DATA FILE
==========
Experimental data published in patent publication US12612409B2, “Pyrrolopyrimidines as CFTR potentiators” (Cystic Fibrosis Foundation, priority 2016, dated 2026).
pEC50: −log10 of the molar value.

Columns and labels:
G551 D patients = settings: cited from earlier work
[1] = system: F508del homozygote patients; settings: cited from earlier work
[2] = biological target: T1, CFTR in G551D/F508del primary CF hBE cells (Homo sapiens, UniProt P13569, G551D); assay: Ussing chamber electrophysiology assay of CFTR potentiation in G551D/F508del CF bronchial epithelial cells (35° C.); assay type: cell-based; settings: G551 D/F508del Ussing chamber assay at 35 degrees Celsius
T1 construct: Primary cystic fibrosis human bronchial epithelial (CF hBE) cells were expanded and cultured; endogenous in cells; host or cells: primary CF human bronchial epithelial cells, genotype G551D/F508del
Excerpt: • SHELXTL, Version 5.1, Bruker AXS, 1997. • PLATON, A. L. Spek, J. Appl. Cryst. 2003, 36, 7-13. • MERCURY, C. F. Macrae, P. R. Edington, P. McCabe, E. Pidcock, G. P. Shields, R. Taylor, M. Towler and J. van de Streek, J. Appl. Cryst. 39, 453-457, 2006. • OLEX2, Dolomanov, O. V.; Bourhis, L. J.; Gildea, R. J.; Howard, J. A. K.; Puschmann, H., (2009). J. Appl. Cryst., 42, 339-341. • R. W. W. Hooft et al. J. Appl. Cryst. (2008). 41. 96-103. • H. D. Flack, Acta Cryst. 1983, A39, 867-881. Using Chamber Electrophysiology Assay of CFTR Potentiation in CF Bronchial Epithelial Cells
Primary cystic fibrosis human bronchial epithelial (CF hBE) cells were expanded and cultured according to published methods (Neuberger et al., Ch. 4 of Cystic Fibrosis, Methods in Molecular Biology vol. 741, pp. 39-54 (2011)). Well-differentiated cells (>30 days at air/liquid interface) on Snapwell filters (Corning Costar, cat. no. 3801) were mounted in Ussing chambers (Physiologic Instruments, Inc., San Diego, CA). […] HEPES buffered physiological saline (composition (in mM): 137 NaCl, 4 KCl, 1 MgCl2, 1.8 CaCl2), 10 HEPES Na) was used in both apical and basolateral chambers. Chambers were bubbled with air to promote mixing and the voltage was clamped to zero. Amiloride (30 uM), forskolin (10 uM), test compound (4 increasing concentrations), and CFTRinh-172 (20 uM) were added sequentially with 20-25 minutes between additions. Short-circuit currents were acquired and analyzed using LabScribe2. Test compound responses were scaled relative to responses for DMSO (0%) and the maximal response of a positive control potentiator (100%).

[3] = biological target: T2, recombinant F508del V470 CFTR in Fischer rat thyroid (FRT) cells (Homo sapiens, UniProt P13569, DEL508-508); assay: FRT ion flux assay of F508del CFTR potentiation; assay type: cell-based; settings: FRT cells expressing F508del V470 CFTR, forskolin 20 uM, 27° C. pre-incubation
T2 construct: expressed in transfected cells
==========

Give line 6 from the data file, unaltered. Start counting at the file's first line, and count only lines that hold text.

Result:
[2] = biological target: T1, CFTR in G551D/F508del primary CF hBE cells (Homo sapiens, UniProt P13569, G551D); assay: Ussing chamber electrophysiology assay of CFTR potentiation in G551D/F508del CF bronchial epithelial cells (35° C.); assay type: cell-based; settings: G551 D/F508del Ussing chamber assay at 35 degrees Celsius